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The emerging complexity of gene fusions in cancer.

Mertens, Fredrik LU ; Johansson, Bertil LU ; Fioretos, Thoas LU and Mitelman, Felix LU (2015) In Nature Reviews. Cancer 15(6). p.371-381
Abstract
Structural chromosome rearrangements may result in the exchange of coding or regulatory DNA sequences between genes. Many such gene fusions are strong driver mutations in neoplasia and have provided fundamental insights into the disease mechanisms that are involved in tumorigenesis. The close association between the type of gene fusion and the tumour phenotype makes gene fusions ideal for diagnostic purposes, enabling the subclassification of otherwise seemingly identical disease entities. In addition, many gene fusions add important information for risk stratification, and increasing numbers of chimeric proteins encoded by the gene fusions serve as specific targets for treatment, resulting in dramatically improved patient outcomes. In... (More)
Structural chromosome rearrangements may result in the exchange of coding or regulatory DNA sequences between genes. Many such gene fusions are strong driver mutations in neoplasia and have provided fundamental insights into the disease mechanisms that are involved in tumorigenesis. The close association between the type of gene fusion and the tumour phenotype makes gene fusions ideal for diagnostic purposes, enabling the subclassification of otherwise seemingly identical disease entities. In addition, many gene fusions add important information for risk stratification, and increasing numbers of chimeric proteins encoded by the gene fusions serve as specific targets for treatment, resulting in dramatically improved patient outcomes. In this Timeline article, we describe the spectrum of gene fusions in cancer and how the methods to identify them have evolved, and also discuss conceptual implications of current, sequencing-based approaches for detection. (Less)
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author
organization
publishing date
type
Contribution to journal
publication status
published
subject
in
Nature Reviews. Cancer
volume
15
issue
6
pages
371 - 381
publisher
Nature Publishing Group
external identifiers
  • pmid:25998716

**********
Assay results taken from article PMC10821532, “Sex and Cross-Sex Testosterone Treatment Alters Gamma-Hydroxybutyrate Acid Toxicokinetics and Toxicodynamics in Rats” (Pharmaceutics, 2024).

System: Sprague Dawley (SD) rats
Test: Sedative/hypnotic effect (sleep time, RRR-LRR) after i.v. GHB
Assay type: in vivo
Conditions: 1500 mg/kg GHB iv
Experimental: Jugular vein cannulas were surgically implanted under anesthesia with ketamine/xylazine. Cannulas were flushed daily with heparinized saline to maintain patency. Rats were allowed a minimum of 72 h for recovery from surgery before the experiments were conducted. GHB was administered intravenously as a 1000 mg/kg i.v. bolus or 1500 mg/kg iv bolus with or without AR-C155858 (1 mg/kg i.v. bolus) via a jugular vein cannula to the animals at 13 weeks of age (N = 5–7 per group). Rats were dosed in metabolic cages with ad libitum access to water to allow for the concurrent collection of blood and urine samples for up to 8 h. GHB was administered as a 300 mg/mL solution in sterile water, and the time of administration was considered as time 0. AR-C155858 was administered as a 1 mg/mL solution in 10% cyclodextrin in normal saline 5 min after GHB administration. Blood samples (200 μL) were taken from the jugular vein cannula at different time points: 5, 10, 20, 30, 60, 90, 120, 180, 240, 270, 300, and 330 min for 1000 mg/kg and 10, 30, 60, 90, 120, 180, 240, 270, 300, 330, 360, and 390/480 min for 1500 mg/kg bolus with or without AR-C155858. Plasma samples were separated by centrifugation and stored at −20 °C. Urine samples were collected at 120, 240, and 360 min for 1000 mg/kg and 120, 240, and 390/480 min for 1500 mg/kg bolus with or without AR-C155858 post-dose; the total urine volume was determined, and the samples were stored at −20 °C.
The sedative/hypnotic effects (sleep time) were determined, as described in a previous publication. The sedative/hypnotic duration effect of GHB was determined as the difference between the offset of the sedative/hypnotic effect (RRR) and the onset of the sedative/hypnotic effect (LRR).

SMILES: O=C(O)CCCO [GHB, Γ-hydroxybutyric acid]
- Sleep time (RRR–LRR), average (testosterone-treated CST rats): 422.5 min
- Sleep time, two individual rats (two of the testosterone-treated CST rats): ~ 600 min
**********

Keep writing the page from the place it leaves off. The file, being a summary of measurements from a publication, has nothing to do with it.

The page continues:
• wos:000354962600010
  • scopus:84929858006
ISSN
1474-1768
DOI
10.1038/nrc3947
language
English
LU publication?
yes
id
32ce9f90-426a-4f4d-aaf7-ffae01f4e979 (old id 5442683)
alternative location
http://www.ncbi.nlm.nih.gov/pubmed/25998716?dopt=Abstract
date added to LUP
2015-06-05 12:07:12
date last changed
2017-11-19 03:11:13
@article{32ce9f90-426a-4f4d-aaf7-ffae01f4e979,
  abstract     = {Structural chromosome rearrangements may result in the exchange of coding or regulatory DNA sequences between genes. Many such gene fusions are strong driver mutations in neoplasia and have provided fundamental insights into the disease mechanisms that are involved in tumorigenesis. The close association between the type of gene fusion and the tumour phenotype makes gene fusions ideal for diagnostic purposes, enabling the subclassification of otherwise seemingly identical disease entities. In addition, many gene fusions add important information for risk stratification, and increasing numbers of chimeric proteins encoded by the gene fusions serve as specific targets for treatment, resulting in dramatically improved patient outcomes. In this Timeline article, we describe the spectrum of gene fusions in cancer and how the methods to identify them have evolved, and also discuss conceptual implications of current, sequencing-based approaches for detection.},
  author       = {Mertens, Fredrik and Johansson, Bertil and Fioretos, Thoas and Mitelman, Felix},
  issn         = {1474-1768},
  language     = {eng},
  number       = {6},
  pages        = {371--381},
  publisher    = {Nature Publishing Group},
  series       = {Nature Reviews. Cancer},
  title        = {The emerging complexity of gene fusions in cancer.},
  url          = {http://dx.doi.org/10.1038/nrc3947},
  volume       = {15},
  year         = {2015},
}